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Tom Brady got an amazing place in the documentary series ‘Man in The Arena’ – CBS Boston

Via Michael Hurley, CBS Boston

BOSTON (CBS) – Honestly, Tom Brady’s new documentary series project doesn’t make the most of sense. Not with me, anyway.

To me, the whole project feels like an ESPN overreaction to Michael Jordan’s amazing project from a year ago. The cultural sense of “The Last Dance” is driven by a number of factors, one of which is… the fact that the global pandemic has shut down all live sports. The compelling, largely untold or forgotten story has caught the attention of sports fans who have resorted to dramas or movies or done the unthinkable: read book. That unique period of time, coupled with the 25-30 years that have passed since the actual events took place, helped make “The Last Dance” a hit.

So when ESPN announced “Man In The Arena” right after “The Last Dance” aired, it felt… unnecessary. Like a poorly planned rush to capitalize on something else that is already very common. So I don’t feel particularly rushed to enjoy it. Witness the Patriots’ dynasties and be fully aware of Super Bowl material running through NFL Films DVDs, but it doesn’t feel like much of anything new is breaking.

And for the most part, that’s true – at least that was in the first episode, which I ended up throwing as a viewing background almost a month after it came out.

However, in the middle of the episode – documenting Drew Bledsoe’s Week 2 injury in 2001, Brady’s ascent to start and run to the Super Bowl XXXVI title – Brady honestly, legitimately admitted, surprising.

Brady was talking about the 2001 AFC Championship Game in Pittsburgh, when he was knocked out of the game due to a low (dirty) shot by Lee Flowers late in the second half. Brady admits that before the injury, he was overwhelmed by all that the Man of Steel was showing him in defence. (Brady is 12 against 18 in 115 yards with no touches or interceptions in the game.)

“From the very beginning of the game, I was very confused,” Brady said. “Everything is – I don’t know what came. You know, all their different faults – they bring two from this side, they bring two from this side, they bring two on the inside, they bring one to the edge, they bring safety. , they bring the edge. ”

That was clear by the results. The Patriots took the lead, 7-3, when Brady was injured, but that score belonged to the special teams. The Patriots are just 2 to 7 in third place up to that point, and attack is a struggle.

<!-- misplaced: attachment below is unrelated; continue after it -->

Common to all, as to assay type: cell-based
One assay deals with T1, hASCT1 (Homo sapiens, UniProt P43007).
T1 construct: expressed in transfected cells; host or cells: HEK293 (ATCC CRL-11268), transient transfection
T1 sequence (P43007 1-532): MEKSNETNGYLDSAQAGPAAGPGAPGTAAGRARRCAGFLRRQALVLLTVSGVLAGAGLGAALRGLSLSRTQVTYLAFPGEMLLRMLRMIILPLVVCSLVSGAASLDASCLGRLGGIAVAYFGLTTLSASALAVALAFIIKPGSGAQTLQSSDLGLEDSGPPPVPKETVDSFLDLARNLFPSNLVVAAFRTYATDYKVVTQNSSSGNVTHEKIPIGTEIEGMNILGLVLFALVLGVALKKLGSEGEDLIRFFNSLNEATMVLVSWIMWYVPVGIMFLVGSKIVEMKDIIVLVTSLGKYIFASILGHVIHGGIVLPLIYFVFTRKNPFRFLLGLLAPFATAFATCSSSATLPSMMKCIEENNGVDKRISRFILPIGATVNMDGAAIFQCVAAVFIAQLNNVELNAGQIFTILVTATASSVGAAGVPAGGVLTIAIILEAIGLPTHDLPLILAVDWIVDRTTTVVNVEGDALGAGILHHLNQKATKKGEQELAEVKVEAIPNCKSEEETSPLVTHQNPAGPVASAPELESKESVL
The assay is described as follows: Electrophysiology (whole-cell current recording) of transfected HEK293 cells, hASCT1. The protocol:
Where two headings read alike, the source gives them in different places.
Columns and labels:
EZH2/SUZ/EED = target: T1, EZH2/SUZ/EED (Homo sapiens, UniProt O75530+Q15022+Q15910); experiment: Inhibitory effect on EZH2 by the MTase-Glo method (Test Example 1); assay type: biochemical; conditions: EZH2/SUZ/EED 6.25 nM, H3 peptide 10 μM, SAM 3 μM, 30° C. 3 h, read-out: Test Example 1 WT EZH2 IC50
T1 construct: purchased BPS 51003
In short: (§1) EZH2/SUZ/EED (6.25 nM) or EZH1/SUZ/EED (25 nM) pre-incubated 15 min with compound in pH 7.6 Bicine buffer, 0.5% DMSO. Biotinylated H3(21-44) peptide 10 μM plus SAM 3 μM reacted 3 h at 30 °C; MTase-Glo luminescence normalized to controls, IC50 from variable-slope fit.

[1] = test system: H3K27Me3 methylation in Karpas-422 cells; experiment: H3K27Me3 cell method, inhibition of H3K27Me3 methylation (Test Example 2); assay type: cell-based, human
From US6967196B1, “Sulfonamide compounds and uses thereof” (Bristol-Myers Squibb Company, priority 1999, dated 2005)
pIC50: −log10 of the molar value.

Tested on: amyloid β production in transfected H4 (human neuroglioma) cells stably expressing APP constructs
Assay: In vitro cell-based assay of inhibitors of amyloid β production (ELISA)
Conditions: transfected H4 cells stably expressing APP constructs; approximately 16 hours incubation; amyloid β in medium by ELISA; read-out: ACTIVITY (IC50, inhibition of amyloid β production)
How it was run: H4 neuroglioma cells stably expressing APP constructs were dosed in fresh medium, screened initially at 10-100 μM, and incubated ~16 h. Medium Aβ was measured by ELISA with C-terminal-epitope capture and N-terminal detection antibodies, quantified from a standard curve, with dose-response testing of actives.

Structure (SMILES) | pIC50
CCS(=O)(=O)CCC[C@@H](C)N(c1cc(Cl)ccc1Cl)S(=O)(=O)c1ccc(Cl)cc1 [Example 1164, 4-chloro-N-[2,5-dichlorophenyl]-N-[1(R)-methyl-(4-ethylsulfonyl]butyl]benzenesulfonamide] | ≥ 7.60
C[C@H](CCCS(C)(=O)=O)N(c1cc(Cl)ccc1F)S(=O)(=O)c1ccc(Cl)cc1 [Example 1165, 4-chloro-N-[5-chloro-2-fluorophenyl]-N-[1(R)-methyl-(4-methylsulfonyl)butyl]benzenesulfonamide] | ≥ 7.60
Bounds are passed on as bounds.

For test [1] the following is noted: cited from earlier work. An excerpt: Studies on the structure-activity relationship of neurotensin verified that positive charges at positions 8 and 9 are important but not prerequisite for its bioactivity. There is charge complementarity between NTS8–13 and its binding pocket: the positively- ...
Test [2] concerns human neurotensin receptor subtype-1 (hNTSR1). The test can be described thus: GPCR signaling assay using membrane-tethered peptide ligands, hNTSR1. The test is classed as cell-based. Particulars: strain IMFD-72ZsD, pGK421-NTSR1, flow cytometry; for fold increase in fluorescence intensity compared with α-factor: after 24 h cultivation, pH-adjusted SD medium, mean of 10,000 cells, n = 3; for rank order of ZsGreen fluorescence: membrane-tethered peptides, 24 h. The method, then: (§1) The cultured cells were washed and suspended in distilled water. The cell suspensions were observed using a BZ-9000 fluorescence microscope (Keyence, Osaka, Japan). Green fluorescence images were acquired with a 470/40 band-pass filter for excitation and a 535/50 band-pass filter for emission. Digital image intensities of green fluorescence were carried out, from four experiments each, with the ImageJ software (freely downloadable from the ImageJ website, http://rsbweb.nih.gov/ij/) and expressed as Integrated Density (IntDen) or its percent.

And when he reminisced about that first half in Pittsburgh 20 years later, Brady said what could be described as an unbelievable remark:

“You know, mentally, it was a big challenge for me. And I wasn’t quite ready for that moment. ”

I wasn’t quite ready for that moment.

It was really a great admission. This is the Tom Brady we’re talking about. He has cemented his place as GOAT because he has appeared in more pivotal moments than anyone else in history. The legend of Tom Brady was built on a post-season run with a 10-point comeback and late-game win in a blizzard, as well as a Super Bowl game win to beat the Rams. It was a drive that saw Brady complete five 53-meter passes in a 90-second period, ending with Brady casually extending his left arm to catch the ball after it had 7 seconds left on clock.

And that, obviously, is just the beginning. He’s made it to the Super Bowl finals more than anyone. He’s won more Super Bowls than anyone. He’s won more Super Bowl MVPs than anyone. He’s won more playoffs than anyone. He won in every conceivable condition. Obviously he’s not perfect, but he’s better than anyone. When.

Keeping fit in these moments has been the hallmark of his entire career. And as he said at the end of Episode 1, he still [bleeping] do it.

However, with 20 years of reflection, Brady looks back on that one game, and that one moment, and sees a young player who was overwhelmed.

Brady said that Bill Belichick could also sense the suspicion emanating from Brady.

Brady said in the documentary: “Because my ankle hurt, I was scared too. “The coach also recognized that in me. I thought maybe he looked at me and said, ‘Okay, Tom. We’ll let someone else play the rest of the game. ‘”

I suppose, with Brady taking on the role of executive producing his own documentary series, I didn’t expect that raw honesty to be captured and shared with the public. Also, after all… everything that has happened since January 2002, Brady clearly feels comfortable admitting this now. This particular admission won’t exactly affect his reputation as a major game player.

It was a bit of a surprise, however, in the middle of 54 minutes of a well-documented Super Bowl reboot.

I wasn’t quite ready for that moment.

Does that make the whole effort worth it, from the viewer’s point of view – who knows? But without a doubt, it is a shock to hear from a player who has more moments than can be counted.

https://boston.cbslocal.com/2021/12/08/tom-brady-stunning-admission-in-man-in-the-arena-documentary/ Tom Brady got an amazing place in the documentary series ‘Man in The Arena’ – CBS Boston

JOE HERNANDEZ

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